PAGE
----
Building a future with decent work for youth

Skills For Youth Overview


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Skills For Youth Overview

The Skills for Youth Employment and Rural Development Programme is a 5 year partnership between the ILO and the Danish Africa Commission which is supporting the social partners in Zimbabwe (Benin and Burkina Faso) - government, trade unions, employers and civil society organizations - to address the challenges of youth employment and rural development. The development objective of the ILO Skills Programme is to strengthen skills development systems that improve employability, promote access to employment opportunities and increase incomes for inclusive and sustainable growth.

The immediate objective of the Skills Programme for the period 2010 - 2014 aims to achieve quality improvements in traditional apprenticeships in the informal economy, and market driven community-based technical and vocational skills development in rural areas to close the skills gap and equip more young women and men in the informal and rural economy with skills that will improve their employability in more productive and decent work.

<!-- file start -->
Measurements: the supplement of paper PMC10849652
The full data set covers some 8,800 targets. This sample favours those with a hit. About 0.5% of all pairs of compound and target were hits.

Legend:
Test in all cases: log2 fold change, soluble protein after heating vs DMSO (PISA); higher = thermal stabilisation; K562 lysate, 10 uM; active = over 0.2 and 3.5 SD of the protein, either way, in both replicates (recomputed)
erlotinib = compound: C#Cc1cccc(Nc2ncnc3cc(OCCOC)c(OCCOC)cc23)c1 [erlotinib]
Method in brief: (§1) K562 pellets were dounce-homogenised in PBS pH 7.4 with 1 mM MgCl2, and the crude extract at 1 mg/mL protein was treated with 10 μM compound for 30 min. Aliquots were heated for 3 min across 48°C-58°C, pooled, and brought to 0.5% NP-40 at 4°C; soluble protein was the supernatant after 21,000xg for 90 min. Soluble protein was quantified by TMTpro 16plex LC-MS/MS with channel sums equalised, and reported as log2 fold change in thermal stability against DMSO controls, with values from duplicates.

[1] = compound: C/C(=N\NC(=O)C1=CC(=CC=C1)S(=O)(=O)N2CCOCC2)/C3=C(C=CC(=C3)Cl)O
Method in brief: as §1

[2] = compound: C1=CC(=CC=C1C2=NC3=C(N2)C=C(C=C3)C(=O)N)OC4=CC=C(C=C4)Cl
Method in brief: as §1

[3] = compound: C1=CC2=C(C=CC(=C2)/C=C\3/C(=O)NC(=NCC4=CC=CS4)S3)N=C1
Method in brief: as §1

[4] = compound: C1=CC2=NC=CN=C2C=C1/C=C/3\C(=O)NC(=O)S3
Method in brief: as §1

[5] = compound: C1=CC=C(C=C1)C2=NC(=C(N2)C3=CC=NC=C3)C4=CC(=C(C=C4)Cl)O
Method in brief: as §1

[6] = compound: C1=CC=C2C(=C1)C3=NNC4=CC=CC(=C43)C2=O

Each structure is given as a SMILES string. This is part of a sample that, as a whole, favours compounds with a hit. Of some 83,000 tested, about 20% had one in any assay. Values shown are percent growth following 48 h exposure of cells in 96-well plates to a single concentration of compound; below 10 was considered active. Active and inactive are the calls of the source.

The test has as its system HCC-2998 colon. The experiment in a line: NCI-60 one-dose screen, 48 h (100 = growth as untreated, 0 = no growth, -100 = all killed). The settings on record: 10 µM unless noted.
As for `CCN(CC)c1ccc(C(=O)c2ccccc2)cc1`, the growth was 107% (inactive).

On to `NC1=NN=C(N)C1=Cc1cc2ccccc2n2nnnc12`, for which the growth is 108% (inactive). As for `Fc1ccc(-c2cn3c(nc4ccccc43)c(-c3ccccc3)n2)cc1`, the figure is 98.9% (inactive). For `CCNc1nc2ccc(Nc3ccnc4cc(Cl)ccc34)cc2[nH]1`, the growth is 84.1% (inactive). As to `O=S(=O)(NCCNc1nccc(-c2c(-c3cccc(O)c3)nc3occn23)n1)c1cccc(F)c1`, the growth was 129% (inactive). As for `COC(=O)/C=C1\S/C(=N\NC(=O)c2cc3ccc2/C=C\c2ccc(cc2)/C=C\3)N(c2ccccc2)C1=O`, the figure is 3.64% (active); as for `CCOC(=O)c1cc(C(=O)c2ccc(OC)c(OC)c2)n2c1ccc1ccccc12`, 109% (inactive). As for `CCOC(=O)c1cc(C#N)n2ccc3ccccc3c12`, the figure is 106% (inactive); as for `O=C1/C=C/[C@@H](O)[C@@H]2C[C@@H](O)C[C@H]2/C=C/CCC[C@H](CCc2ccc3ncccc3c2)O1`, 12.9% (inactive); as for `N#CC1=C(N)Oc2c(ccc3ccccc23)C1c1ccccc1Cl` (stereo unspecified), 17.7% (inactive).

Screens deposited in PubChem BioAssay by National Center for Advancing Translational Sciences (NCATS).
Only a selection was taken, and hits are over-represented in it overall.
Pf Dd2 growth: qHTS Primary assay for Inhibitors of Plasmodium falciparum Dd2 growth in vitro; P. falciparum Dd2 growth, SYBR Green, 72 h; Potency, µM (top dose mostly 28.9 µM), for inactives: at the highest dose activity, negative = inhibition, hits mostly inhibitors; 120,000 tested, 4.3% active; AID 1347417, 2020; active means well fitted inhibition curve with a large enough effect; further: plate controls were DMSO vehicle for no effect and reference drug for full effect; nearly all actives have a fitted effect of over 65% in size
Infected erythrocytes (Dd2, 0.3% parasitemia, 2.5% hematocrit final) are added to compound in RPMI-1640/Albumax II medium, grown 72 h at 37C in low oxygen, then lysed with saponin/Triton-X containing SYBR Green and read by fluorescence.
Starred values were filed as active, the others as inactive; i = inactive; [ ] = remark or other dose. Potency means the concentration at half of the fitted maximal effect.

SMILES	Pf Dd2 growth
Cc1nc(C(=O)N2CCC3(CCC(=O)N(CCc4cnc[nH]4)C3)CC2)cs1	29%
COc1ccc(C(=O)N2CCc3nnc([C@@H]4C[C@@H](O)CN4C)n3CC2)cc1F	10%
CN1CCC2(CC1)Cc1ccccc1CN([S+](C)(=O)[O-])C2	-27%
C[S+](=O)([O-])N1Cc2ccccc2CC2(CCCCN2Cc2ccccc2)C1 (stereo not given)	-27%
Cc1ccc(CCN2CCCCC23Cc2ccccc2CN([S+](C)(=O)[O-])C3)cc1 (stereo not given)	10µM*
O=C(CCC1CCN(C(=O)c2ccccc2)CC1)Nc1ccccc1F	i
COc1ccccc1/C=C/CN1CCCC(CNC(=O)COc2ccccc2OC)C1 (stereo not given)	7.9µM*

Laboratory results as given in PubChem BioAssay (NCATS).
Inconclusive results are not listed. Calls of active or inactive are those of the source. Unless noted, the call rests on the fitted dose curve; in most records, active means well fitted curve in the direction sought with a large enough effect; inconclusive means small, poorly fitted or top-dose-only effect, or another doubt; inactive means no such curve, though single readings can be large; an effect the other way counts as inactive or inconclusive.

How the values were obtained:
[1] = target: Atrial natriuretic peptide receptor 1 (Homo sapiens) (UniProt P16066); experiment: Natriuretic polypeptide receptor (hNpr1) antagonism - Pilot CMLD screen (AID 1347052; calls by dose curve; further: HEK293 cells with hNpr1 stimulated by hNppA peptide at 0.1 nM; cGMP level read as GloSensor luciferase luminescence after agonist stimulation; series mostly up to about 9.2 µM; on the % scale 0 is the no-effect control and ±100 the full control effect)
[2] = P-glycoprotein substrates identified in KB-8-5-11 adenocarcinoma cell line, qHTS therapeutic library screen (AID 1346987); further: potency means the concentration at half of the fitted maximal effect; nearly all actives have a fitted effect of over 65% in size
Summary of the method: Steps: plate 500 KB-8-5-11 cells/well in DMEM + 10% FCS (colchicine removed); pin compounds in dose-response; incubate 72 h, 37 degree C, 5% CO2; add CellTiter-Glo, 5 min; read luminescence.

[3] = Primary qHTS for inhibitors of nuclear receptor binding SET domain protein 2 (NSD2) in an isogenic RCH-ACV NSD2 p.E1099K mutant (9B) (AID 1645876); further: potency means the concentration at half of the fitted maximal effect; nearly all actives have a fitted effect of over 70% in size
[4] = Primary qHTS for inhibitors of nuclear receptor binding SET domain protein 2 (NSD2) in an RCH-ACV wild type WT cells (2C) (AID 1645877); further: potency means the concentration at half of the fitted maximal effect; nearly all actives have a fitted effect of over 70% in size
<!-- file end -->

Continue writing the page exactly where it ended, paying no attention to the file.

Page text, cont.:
The skills training strategy focuses broadly on two main areas of action: 1) introducing the ILO's Training for Rural Economic Empowerment (TREE) methodology in rural communities, and 2) improving the Quality of delivery of training in Informal Apprenticeship (QIA) in the informal economy. The post-training strategy includes making microfinance and business development service markets work for youth and their self-help groups or cooperatives. And in order to ensure local ownership and sustainability, national and local stakeholders are trained and actively engaged in the design and implementation of the programme tools and methodology.

In addition, the programme approach pays attention to value chains and assures clear roles for the private sector - for example farmers' organizations, input suppliers, warehouse operators, buyers, traders, and manufacturers are involved in skills training as trade or industry experts. Evidence suggests that once the subsistence requirements of the producers' families and local communities have been met, there are three main sources of demand: export markets (international and regional), domestic urban markets, and food processing. As such, the involvement of the private sector is vital to facilitate access to high value markets.

By the end of 2014, the number of beneficiaries who are in employment, either wage-employed or gainfully self-employed, or who have increased their income is expected to reach 4,480 (70% of the total beneficiaries) with 2,380 from the TREE program and some 1,400 apprentice graduates and 700 master craft persons from Informal Apprenticeship program.